By CRAIG FREILICH
North Country cattle farmers could be squeezed hard financially this winter because severe drought in some parts of the country is likely to send grain prices way up.
The rise in grain prices expected later this year is good if you have corn or soybeans to sell, but not so good if you’re forced to buy.
It has not been a great year for growing hay and other crops that St. Lawrence County dairy farmers need. Good hay cuts have been scarce since the first early cut, according to local crop watchers.
The local corn crop, however, seems to be coming in with decent if not outstanding yields. But farmers who must buy feed for their cattle are almost certain to face higher prices later this year, experts say.
High Cost For Protein
There has been a big jump in cost for feed crops with high protein content such as soybeans, according to Ellie Stripp, manager at wholesale feed dealer Wight and Patterson in Canton.
“The big impact so far is in the cost of protein,” Stripp said. That means mainly soybeans, which are typically 47 percent protein. “We’re paying 45 percent more for protein than we did a year ago,” in spite of the recent price drops on commodities markets.
Protein is the most important component of feed for animals such as dairy and beef cattle, Stripp said. Part of her job is making sure the component ratios are right based on what the customer needs.
“We can use other protein sources, but all those have gone up accordingly,” Stripp said.
When the soy price rises, the price of “middle protein” sources such as distiller’s grain and gluten, not as rich as soybeans, are dragged up along with soybean prices.
“It means that the price of the finished feed is that much higher,” she said.
Corn Prices Down
The price of commodity corn has come down in recent weeks in part because this year’s crop is starting to come in, and also because of a drop in exports when prices got so high earlier this year.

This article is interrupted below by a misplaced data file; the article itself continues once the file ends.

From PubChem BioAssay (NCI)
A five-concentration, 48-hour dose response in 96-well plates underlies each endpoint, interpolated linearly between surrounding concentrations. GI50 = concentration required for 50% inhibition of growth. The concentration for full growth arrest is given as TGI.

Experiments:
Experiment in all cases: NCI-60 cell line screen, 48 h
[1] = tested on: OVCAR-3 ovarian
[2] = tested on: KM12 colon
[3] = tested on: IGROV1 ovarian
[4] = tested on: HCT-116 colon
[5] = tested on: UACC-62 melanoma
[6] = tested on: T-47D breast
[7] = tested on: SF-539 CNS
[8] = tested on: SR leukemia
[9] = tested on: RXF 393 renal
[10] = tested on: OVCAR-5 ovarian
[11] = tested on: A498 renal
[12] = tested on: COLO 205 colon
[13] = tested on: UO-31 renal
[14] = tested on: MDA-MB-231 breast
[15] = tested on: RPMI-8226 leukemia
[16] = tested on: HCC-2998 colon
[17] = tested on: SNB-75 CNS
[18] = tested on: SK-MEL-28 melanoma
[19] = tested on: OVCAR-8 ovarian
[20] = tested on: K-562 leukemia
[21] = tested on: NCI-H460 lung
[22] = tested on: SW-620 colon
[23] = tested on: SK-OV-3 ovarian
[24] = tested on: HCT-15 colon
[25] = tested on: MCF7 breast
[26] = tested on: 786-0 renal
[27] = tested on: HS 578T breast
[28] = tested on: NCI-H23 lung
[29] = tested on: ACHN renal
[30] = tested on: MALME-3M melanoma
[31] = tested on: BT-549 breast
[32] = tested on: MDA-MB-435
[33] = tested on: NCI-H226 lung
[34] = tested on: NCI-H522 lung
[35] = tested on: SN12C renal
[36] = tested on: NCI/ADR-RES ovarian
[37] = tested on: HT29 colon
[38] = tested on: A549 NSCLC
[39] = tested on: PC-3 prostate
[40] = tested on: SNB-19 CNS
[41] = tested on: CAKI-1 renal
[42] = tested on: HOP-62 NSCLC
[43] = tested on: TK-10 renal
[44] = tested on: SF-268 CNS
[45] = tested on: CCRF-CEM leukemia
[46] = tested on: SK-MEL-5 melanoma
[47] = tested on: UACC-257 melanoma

In the North Country, “Overall, people are saying ears of corn seem not as large as they could have been,” said Brent Buchanan of Cornell Cooperative Extension of St. Lawrence County.
But “corn’s great. It looks good. The yield is down a little bit” locally this year, said Stripp.
“Some farmers saw the writing on the wall and used shorter-day corn. The ears are not as large anyway,” but they stood a better chance of maturing properly than longer-season corn, Buchanan said.
Most corn in St. Lawrence County is cut for silage, Buchanan said, “especially this year with poor forage” due to the dry weather, “and it has lots of inherent value – too valuable to leave in the ground” even if the ears aren’t as large as what the grower wanted to see.
Stripp says that at the moment, the Canton feed supply business is actually paying less for corn than at this time last year.
“But I see them going up again pretty significantly. It’s going to happen sooner or later,” said Buchanan.
Analysts at Reuters news service have said that supplies will tighten later in the year and have an effect on price.
“My brokers are telling me corn will be very hard to get in late winter,” Stripp said. “Local corn, oats and barley won’t get us through the entire year. It could get challenging to find them in late winter and early spring.”
Those higher prices and the shortage of hay could result in early culling of relatively unproductive cows that are not producing milk as fast as they had been, according to Buchanan.
While farmers can usually count on three and maybe even four hay cuts a season, dairy farmers here are likely to be short of hay this year because of a lack of rain after the first spring cut, so they might have to shell out money to buy more.
If expenses are too high and the milk price is too low, farmers may cull more cattle than usual and sell them off for beef.
Oats, Corn More Abundant
Other feed components are more abundant locally than last year, Stripp said.
“Last year there were practically no oats, and this year there is good supply and it’s good quality. And barley – you couldn’t find it last year, and this year there’s a pretty good supply.”
Stripp said they buy as much as they can from nearby growers– “it feels good to buy local when we can” – and it is bound to be less expensive than having it hauled in from hundreds of miles away.
Much of Wight and Patterson’s corn supply has for decades come from growers in Central and Western New York, but ethanol production has taken much of that away from the feed market.
“We’re competing with ethanol plants for product,” Stripp said. “They say now it’s just easier to go to the ethanol plants in Fulton and Western New York. They can dump and go,” rather than haul it north and make deliveries, “and that’s understandable, but it hurts our ability to purchase from Central New York.”